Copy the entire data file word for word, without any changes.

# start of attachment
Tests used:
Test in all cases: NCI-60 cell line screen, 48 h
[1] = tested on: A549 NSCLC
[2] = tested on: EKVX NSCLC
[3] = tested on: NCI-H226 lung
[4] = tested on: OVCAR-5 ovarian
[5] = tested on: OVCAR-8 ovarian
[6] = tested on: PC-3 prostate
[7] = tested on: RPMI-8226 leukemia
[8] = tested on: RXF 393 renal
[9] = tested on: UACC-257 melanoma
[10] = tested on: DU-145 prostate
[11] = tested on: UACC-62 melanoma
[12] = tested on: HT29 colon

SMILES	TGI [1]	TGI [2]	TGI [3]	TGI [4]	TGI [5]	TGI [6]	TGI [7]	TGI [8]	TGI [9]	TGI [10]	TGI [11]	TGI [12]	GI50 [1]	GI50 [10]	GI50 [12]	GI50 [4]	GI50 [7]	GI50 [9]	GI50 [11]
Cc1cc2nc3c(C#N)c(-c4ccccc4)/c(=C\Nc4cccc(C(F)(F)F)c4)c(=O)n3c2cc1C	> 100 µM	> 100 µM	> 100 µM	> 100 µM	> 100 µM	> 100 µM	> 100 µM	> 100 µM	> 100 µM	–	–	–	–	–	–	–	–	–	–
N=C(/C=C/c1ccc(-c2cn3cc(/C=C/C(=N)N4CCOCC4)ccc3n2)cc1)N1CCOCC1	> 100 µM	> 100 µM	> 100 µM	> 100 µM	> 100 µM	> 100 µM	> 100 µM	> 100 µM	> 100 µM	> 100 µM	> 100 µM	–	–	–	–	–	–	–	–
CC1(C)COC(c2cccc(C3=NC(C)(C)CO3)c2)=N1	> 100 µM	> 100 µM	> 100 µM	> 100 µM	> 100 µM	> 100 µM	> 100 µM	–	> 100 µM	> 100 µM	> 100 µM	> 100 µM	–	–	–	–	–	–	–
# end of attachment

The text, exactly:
Tests used:
Test in all cases: NCI-60 cell line screen, 48 h
[1] = tested on: A549 NSCLC
[2] = tested on: EKVX NSCLC
[3] = tested on: NCI-H226 lung
[4] = tested on: OVCAR-5 ovarian
[5] = tested on: OVCAR-8 ovarian
[6] = tested on: PC-3 prostate
[7] = tested on: RPMI-8226 leukemia
[8] = tested on: RXF 393 renal
[9] = tested on: UACC-257 melanoma
[10] = tested on: DU-145 prostate
[11] = tested on: UACC-62 melanoma
[12] = tested on: HT29 colon

SMILES	TGI [1]	TGI [2]	TGI [3]	TGI [4]	TGI [5]	TGI [6]	TGI [7]	TGI [8]	TGI [9]	TGI [10]	TGI [11]	TGI [12]	GI50 [1]	GI50 [10]	GI50 [12]	GI50 [4]	GI50 [7]	GI50 [9]	GI50 [11]
Cc1cc2nc3c(C#N)c(-c4ccccc4)/c(=C\Nc4cccc(C(F)(F)F)c4)c(=O)n3c2cc1C	> 100 µM	> 100 µM	> 100 µM	> 100 µM	> 100 µM	> 100 µM	> 100 µM	> 100 µM	> 100 µM	–	–	–	–	–	–	–	–	–	–
N=C(/C=C/c1ccc(-c2cn3cc(/C=C/C(=N)N4CCOCC4)ccc3n2)cc1)N1CCOCC1	> 100 µM	> 100 µM	> 100 µM	> 100 µM	> 100 µM	> 100 µM	> 100 µM	> 100 µM	> 100 µM	> 100 µM	> 100 µM	–	–	–	–	–	–	–	–
CC1(C)COC(c2cccc(C3=NC(C)(C)CO3)c2)=N1	> 100 µM	> 100 µM	> 100 µM	> 100 µM	> 100 µM	> 100 µM	> 100 µM	–	> 100 µM	> 100 µM	> 100 µM	> 100 µM	–	–	–	–	–	–	–